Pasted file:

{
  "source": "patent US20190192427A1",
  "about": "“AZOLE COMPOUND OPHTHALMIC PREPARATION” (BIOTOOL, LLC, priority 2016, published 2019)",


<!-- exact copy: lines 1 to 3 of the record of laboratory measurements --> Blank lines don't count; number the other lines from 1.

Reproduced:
{
  "source": "patent US20190192427A1",
  "about": "“AZOLE COMPOUND OPHTHALMIC PREPARATION” (BIOTOOL, LLC, priority 2016, published 2019)",